I should ne'er hae wet my cherry cheek
For onie man or woman's son."
Motherwell's MS., p. 299. Child's, J-7.        

" Oh if I had nere been born,
Than to have died when I was young!
Then I had never wet my cheeks
For the love of any woman's son."        

"Arthur's seat shall be my bed."
Laine's Broadside Baliads No. 61
Child's Eng. and Scot. Ballads, vii. 105.
(Edit. 1890.)

 



1. Motherwell suggested that " Johnie, Johnie " in his version was a corruption for " nonnie; nonnie," as there is no character named ''Johnie'' in the plot of the "Jamie Douglas" ballad. It is just possible that the name has been taken from the Antrim version.

2. A variation of the second line is " A little time while it is new," but I prefer the more archaic version, though this agrees more closely with Allan Ramsay's, because it is more likely that the older form has been modernised than that the original has been Doricised; and, besides, Ramsay was as fond of repolishing these "auld sangs" as the Bishop himself, so that his versions cannot always be considered literally indisputable..

3. A variation of the third line is " You are the first love that ere I knew." It was probably for variety's sake.

4. Pronounced "a-rums.".

5. A variation for " your love " is " you, love.".

6. " Yes " is often omitted..

7. For " wee sma " I have heard " little small.".

8. For " it's " some say " it was.".

9. These two last lines are sometimes sung thus:
" For I hae gotten a new sweetheart, and you
May go choose your ain self a bride.".

From the verses given it will be observed that there are three parallels to the 1st, four to the 5th, and three to the 8th verse; and that the parallels to the 5th verse are all taken from the "Jamie Douglas" set, and none from "Waly, Waly." This is a very important fact, because it suggests three possible explanations as to the origin of this balladã.

1. That the author of this ballad knew both the "Waly, Waly " and the "Jamie Douglas " set, and plagiarised from both..

2. That it is a much older ballad than either "Waly, Waly" or "Jamie Douglas," and that the authors of these ballads plagiarised from it..

3. That it is a ballad intermediate in date between "Waly, Waly," and "Jamie Douglas;" preserved in an imperfect state; containing verses out of " Waly, Waly," and itself furnishing at least one verse to the "Jamie Douglas " set..

If the first and more obvious theory be correct, it would imme diately settle the date of the ballad to be later than I681, because the incidents celebrated in the "Jamie Douglas" ballads happened between the years 1670-81. The first date is that of the marriage of Lady Barbara Erskine to James, 2nd Marquis Douglas; the second is that of their legal separation. The ballad itself is the lament of Lady Barbara over the separation, and her account of the slanders of Lowrie of Blackwood, owing to which the divorce was obtained..

If, then, this Antrim version derived verses from "Jamie Douglas," it is obviously not possibly older than 1681. Such was our own opinion for some time, but on looking into the matter, and comparing the natural way in which verse 5 comes into the context with the awkward manner in which its parallels appear in "Jamie Douglas," it occurred to us that, if anything, the plagiarism was on the side of the author of "Jamie Douglas." On sending the ballad for inspection to Professor Child, this idea was greatly strengthened, for he wrote in reply " It is extremely probable that the nest, etc., in 5 is the origin of the rather incongruous passages in B, G, H, I, of 'Jamie Douglas' which you refer to.".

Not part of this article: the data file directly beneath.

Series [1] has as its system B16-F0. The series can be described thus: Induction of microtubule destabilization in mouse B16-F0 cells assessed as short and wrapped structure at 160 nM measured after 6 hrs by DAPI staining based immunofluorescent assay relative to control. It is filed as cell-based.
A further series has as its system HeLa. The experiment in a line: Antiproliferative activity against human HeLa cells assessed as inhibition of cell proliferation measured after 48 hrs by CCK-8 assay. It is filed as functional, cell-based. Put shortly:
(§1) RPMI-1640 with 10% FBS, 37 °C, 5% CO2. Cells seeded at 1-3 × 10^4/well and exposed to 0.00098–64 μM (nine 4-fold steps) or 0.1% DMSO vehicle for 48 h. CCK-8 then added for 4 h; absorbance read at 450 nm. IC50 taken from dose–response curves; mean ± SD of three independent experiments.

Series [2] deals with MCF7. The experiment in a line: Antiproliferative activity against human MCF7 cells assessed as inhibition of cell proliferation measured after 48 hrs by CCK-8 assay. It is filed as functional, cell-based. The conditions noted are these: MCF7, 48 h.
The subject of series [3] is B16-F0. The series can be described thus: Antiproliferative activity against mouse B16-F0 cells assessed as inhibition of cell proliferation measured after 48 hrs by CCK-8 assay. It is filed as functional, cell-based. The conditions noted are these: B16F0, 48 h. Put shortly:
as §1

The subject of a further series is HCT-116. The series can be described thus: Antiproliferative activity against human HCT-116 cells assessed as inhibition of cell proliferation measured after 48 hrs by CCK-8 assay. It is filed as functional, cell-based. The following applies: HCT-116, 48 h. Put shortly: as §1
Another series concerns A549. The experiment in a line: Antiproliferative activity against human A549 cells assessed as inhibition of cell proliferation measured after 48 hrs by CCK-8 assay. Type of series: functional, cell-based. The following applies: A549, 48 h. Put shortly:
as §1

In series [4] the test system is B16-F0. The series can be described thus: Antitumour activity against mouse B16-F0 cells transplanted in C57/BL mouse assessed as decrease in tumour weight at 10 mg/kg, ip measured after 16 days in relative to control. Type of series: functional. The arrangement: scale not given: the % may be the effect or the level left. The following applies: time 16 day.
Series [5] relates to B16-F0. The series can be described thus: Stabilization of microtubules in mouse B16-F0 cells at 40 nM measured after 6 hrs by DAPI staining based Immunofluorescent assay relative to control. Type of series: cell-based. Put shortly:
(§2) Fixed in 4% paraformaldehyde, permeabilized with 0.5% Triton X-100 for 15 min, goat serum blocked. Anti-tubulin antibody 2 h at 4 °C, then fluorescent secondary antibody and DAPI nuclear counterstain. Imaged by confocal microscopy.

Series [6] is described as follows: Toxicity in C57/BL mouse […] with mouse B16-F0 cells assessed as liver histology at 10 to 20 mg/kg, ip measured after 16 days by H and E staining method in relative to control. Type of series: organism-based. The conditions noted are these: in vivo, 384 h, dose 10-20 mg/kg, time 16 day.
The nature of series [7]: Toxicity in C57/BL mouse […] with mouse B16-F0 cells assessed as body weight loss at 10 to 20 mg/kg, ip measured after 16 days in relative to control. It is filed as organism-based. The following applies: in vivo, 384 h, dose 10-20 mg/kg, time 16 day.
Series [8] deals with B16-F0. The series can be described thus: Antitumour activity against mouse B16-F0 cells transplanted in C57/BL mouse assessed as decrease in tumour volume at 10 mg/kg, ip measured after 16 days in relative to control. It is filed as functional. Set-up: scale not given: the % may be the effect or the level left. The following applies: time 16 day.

If it is of an older date than "Waly, Waly," it was probably        written before 1600. This is about as close as we can go, since the        date of "Waly, Waly" has not been definitely settled. Aytoun, in the 1st edition of the 'Ballads of Scotland', maintained that it was written prior to 1566..

["There is also evidence that it was written before 1556, for there is extant a MS. of that date in which it is transcribed." (Ballads of Scolland, i. 130, ed. 1858). This MS. mentioned by Aytoun was transcribed by Thomas Wode from        an old psalter compiled by Dean Angus, Andrew Blackhall, and others. It contains the following verse, which is supposed to be a parody on "Waly, Waly":

"Hey, trollie, lollie, love is jolly,
A quhile quhil itt is new,
Quhen it is old, it grows full cold,
Wae worth the love untrue. "        .

Maidment (Scotlish Ballads and Songs, 1868) doubts whether this be a parody or not, but admits, nevertheless, that the ballad is ancient. There exists also an old ballad, "Arthur's Seat shall be my Bed," which contains verses like some found in " Waly, Waly," and which is said to have been printed before the Tea Table Miscellany. ].

Stenhouse tried to connect it with a court scandal in the reign of        Mary Queen of Scots, several ballads on which exist. Maidment        denies the connection, whilst admitting that the ballad is ancient; so agreeing with its first editor, Allan Ramsay, and with the author of the 'Reliques'. This consensus of opinion makes one place it some where about 1600, and so, if the Antrim version is more ancient still, its date must be prior to this.        .

Unfortunately, the imperfect state in which it has been preserved        hardly justifies one in maintaining such an hypothesis. It is evidently in a very fragmentary condition: no connected plot can be made out; the two characters are self-contradictory; and so it hardly seems logical to assume, since we have only the fragments of a ballad to judge from, that a clear, well-told pathetic ballad like "Waly, Waly" has been plagiarised from it.

If, then, we reject this hypothesis, we are reduced to the third and last, namely, that the Antrim version contains stanzas from "Waly, Waly," and has itself given verse 5 in various forms to the "Jamie Douglas " set, and perhaps the variation " Johnie, Johnie " in Motherwell's ballad (J-2). This would of course place its date somewhere between those of the two other ballads; and if we assume that Aytoun's argument is correct, and that "Waly, Waly" was written before 1566, there is then no difficulty in our also supposing that the ballad came to Ireland as early as the date of the Ulster Plantation.